Reaping the harvest of innovation is central to our future, and it is really a revolutionary idea. Let me explain.

We all understand the idea is that universities and their science and engineering faculty and students are critical resources.

They can make a valuable contribution to economic development in the 21st century - much the same way that agricultural, industrial and natural resources did in the 20th century.

But the same is true for entrepreneurs and small businesses. They make a critical contribution of their own to economic development by bringing technology intensive, often risky, innovations to the commercial market. Hence, SBIR!

Today, SBIR has matured, with many successes on the record. You've heard about some, and you will hear about another in just a few minutes when Dr. Greg Olson speaks.

The program has stimulated an unprecedented level of collaboration. SBIR grantees have not just partnered with federal agencies. They have found a number of ways to collaborate with universities - through contracts, consultancies, and the use of students.

SBIR has also required collaboration among federal agencies. Algorithmic handbooks for this do not exist. No maps or charts were at hand to take us unerringly to our desired destination.

We had to develop trust, learn to work as a team, and reach broad consensus on objectives and strategies. This is not an easy task among federal agencies with widely varying missions.

In the end, we built a productive team that turned the SBIR program into an integrated national program.

We found the common ground from which to implement a balanced program of support for small business innovation research in the interests of the commonweal.

The distinct missions of each agency are embedded and linked in a larger strategic context shared by all.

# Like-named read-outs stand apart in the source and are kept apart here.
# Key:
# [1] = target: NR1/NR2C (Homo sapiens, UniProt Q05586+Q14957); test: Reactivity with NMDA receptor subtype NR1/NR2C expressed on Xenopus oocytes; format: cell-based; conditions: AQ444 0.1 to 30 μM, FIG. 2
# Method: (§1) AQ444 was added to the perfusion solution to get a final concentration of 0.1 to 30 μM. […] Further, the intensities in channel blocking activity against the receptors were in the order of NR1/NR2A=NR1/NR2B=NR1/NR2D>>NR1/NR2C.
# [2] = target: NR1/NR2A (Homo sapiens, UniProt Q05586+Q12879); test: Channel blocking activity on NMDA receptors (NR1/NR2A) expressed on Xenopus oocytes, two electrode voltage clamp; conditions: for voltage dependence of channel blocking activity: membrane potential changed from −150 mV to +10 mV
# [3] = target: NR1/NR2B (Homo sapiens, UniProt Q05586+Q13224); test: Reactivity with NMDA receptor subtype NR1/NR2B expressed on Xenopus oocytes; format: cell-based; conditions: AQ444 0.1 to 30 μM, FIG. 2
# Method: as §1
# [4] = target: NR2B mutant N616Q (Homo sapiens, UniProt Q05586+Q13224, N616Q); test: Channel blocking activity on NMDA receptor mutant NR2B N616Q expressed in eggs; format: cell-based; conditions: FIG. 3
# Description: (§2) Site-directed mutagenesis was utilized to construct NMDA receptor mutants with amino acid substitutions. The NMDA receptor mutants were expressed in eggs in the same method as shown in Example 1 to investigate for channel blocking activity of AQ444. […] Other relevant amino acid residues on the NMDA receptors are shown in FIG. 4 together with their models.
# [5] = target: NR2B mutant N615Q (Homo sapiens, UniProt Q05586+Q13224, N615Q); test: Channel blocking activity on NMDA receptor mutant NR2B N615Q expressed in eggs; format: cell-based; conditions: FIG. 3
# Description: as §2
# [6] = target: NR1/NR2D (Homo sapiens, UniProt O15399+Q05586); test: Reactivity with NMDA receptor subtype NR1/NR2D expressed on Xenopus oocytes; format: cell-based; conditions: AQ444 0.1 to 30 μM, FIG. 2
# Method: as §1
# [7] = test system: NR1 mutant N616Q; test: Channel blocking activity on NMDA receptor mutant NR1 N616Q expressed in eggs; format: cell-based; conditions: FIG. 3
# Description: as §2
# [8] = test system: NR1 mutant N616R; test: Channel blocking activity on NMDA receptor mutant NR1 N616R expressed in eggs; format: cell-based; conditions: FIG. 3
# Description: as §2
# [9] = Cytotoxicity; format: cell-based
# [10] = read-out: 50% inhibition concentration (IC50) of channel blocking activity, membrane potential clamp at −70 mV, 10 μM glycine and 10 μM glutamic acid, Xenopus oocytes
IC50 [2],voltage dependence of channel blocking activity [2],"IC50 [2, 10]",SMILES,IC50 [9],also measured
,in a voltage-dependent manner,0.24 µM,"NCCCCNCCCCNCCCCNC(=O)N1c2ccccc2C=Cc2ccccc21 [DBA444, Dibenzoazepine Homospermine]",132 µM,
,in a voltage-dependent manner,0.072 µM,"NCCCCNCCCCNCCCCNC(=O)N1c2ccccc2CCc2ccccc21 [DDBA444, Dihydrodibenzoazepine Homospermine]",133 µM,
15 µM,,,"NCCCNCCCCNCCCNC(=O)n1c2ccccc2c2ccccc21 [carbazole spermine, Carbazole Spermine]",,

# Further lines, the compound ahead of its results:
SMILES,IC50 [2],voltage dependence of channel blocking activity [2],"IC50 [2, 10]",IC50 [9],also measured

This integration of agency aims within a common framework enables us to agree on significant opportunities, and make coordinated investments.

The lesson to take away is that we need to keep our eye on the larger context.

Our challenge now is to optimize our collaboration in ways that will continue to strengthen the capability of small businesses to bring innovations to market.

At the same time, we need to remain flexible enough to respond to the evolving context. This study can make a great contribution to these aims.

The study is also an excellent opportunity for us to learn more about the evolving role of small businesses.

Our world is increasingly technology intensive and internationally competitive. We need to know much more about how small business concerns mesh with our changing economy and with globalization.

And finally, we need to know if we are doing all we can to top their potential to meet our emerging social needs.


Whether we welcome it or not, the outpouring of new knowledge and the pace of technological change is unlikely to lessen anytime soon.

We haven't seen the end of the information revolution and we're only beginning to feel the impact of biotechnology.

New technologies are already visible on the horizon.

Nanotechnology, for example, is likely to create reverberations that many believe will make the information revolution seem insignificant. New technologies, as yet unimagined, will emerge as these mature.

It is useful to remind ourselves that the context and environment in which we have to operate will always change and so will the competition.

Part of building a continuum of success in science, engineering, technology and business is retaining the ability to "see" and act upon a changing context.

Few envisioned the significance of information systems and the revolution being created by the biotechnology industry.

Now these two industries are responsible for the lion's share of U.S. economic growth. We can begin to calculate the impact of our new technologies on economic and social prosperity.

There is a great challenge here for the nation in the next few decades.

We must understand that supremacy in research, in innovation, and in competitive entrepreneurship is an enduring quest, an on-going process.

There is no peak that we can reach that will assure continuing success. It is not a matter of sticking to the task for the long haul. It is the "haul."

We will always need to keep improving the process with fresh ideas and a fundamental commitment.

The study can help us to focus on this challenge and take us beyond.